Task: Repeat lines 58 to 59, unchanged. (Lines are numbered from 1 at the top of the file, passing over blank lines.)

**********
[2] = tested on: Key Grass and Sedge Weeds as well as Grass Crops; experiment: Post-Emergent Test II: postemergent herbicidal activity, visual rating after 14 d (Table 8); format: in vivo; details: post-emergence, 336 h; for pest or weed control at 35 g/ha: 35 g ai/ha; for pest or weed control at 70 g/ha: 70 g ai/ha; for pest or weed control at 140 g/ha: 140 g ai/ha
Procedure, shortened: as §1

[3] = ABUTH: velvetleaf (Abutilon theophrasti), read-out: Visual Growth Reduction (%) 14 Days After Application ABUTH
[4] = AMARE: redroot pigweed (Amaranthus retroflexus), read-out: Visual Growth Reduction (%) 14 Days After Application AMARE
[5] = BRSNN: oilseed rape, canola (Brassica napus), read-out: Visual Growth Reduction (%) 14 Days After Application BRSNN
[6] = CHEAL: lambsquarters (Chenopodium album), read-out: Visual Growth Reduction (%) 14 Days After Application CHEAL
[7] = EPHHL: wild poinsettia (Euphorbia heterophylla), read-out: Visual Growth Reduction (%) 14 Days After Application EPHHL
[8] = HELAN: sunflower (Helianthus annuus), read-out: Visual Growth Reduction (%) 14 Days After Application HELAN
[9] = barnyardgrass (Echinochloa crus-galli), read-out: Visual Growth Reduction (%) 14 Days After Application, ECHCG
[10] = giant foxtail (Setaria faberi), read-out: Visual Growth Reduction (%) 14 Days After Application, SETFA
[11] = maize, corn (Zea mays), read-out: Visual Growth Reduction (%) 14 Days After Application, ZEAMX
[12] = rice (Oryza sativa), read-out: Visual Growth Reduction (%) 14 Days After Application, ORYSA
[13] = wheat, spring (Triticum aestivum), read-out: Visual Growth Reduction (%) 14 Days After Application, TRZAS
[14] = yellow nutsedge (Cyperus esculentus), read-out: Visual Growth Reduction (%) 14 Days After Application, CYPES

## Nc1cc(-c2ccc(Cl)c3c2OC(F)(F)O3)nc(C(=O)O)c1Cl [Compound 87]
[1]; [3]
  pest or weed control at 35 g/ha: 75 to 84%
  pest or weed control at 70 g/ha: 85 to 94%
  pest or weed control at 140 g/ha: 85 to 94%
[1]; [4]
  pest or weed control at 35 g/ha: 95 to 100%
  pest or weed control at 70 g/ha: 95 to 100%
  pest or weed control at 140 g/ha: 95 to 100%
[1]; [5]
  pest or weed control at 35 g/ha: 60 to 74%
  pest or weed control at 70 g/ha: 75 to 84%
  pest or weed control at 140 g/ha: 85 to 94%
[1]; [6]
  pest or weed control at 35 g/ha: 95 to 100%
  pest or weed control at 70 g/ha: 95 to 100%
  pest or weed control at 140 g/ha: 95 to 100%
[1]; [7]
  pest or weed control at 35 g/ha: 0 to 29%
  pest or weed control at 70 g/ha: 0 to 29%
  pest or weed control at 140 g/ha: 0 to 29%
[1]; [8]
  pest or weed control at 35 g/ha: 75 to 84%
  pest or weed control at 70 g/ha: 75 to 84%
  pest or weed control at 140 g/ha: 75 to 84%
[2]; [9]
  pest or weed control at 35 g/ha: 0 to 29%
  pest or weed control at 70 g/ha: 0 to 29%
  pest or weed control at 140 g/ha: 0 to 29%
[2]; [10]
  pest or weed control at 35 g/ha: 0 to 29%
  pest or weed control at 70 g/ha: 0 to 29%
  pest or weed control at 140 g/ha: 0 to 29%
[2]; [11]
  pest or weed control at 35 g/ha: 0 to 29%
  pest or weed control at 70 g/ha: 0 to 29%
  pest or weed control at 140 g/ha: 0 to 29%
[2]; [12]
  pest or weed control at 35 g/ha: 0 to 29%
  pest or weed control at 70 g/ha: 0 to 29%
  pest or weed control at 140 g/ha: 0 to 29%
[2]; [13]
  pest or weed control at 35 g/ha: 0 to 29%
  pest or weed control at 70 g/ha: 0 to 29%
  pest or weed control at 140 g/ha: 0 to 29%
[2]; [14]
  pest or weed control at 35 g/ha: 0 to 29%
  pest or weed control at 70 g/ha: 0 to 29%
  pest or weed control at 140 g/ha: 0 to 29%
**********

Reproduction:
  pest or weed control at 70 g/ha: 0 to 29%
  pest or weed control at 140 g/ha: 0 to 29%